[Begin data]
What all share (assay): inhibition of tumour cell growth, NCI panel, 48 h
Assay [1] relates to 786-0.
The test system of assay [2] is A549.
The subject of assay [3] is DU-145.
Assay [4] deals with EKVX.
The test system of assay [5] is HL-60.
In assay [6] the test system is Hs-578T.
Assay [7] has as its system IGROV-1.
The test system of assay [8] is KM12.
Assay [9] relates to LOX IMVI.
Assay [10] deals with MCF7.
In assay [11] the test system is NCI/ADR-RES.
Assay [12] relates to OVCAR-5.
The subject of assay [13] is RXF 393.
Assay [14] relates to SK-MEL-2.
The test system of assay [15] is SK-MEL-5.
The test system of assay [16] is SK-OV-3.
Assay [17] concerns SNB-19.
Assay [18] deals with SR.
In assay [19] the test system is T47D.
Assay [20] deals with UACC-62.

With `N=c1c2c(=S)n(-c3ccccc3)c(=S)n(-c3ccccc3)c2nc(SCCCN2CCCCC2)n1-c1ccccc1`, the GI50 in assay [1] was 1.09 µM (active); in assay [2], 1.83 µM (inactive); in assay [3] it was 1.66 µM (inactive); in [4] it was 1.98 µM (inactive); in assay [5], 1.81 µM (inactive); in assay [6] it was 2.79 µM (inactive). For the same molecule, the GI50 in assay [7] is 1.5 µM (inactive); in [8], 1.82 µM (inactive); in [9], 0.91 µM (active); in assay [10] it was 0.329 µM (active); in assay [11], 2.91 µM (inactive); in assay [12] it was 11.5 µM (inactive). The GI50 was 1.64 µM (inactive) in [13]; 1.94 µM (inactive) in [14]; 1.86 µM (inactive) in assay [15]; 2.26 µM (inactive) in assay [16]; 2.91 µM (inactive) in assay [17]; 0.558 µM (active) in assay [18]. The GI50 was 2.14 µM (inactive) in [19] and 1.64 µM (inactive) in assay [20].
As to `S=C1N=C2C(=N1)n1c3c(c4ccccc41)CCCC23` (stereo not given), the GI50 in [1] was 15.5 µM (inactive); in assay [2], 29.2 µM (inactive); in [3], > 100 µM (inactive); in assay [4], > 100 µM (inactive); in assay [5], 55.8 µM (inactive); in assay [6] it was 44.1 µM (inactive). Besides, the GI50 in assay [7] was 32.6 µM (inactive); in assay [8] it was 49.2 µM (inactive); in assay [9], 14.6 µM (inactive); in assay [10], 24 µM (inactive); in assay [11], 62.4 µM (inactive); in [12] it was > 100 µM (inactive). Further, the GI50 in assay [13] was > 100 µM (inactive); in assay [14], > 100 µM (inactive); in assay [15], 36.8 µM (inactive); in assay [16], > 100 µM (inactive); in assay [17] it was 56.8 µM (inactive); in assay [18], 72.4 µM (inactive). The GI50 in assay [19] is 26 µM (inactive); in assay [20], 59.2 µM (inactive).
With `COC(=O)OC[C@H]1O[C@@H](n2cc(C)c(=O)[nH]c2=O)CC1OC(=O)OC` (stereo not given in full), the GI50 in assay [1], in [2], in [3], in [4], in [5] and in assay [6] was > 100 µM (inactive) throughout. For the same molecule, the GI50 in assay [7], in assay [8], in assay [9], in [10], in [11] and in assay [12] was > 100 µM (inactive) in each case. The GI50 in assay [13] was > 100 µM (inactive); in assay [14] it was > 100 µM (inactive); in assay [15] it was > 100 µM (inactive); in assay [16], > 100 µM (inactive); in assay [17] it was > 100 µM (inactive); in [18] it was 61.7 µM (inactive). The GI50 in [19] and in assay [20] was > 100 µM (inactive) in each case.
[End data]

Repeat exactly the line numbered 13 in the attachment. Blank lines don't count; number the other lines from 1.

Assay [12] relates to OVCAR-5.